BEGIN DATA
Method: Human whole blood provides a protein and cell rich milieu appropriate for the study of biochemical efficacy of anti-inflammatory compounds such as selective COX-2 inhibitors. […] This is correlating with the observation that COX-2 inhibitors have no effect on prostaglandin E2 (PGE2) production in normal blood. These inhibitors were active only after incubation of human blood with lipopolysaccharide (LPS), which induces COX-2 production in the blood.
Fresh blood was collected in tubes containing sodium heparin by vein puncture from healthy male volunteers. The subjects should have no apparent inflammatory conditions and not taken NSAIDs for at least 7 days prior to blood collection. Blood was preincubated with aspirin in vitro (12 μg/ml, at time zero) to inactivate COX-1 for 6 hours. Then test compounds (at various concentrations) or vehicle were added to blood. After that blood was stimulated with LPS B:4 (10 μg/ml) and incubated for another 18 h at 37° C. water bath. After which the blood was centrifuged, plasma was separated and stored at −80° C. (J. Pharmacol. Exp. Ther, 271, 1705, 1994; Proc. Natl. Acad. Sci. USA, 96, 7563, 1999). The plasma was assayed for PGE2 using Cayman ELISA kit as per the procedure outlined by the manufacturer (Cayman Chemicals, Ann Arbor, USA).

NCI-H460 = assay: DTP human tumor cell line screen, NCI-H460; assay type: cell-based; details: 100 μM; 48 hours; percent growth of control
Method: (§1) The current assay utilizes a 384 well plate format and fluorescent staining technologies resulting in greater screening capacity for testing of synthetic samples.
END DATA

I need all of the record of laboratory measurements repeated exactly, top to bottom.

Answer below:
Method: Human whole blood provides a protein and cell rich milieu appropriate for the study of biochemical efficacy of anti-inflammatory compounds such as selective COX-2 inhibitors. […] This is correlating with the observation that COX-2 inhibitors have no effect on prostaglandin E2 (PGE2) production in normal blood. These inhibitors were active only after incubation of human blood with lipopolysaccharide (LPS), which induces COX-2 production in the blood.
Fresh blood was collected in tubes containing sodium heparin by vein puncture from healthy male volunteers. The subjects should have no apparent inflammatory conditions and not taken NSAIDs for at least 7 days prior to blood collection. Blood was preincubated with aspirin in vitro (12 μg/ml, at time zero) to inactivate COX-1 for 6 hours. Then test compounds (at various concentrations) or vehicle were added to blood. After that blood was stimulated with LPS B:4 (10 μg/ml) and incubated for another 18 h at 37° C. water bath. After which the blood was centrifuged, plasma was separated and stored at −80° C. (J. Pharmacol. Exp. Ther, 271, 1705, 1994; Proc. Natl. Acad. Sci. USA, 96, 7563, 1999). The plasma was assayed for PGE2 using Cayman ELISA kit as per the procedure outlined by the manufacturer (Cayman Chemicals, Ann Arbor, USA).

NCI-H460 = assay: DTP human tumor cell line screen, NCI-H460; assay type: cell-based; details: 100 μM; 48 hours; percent growth of control
Method: (§1) The current assay utilizes a 384 well plate format and fluorescent staining technologies resulting in greater screening capacity for testing of synthetic samples.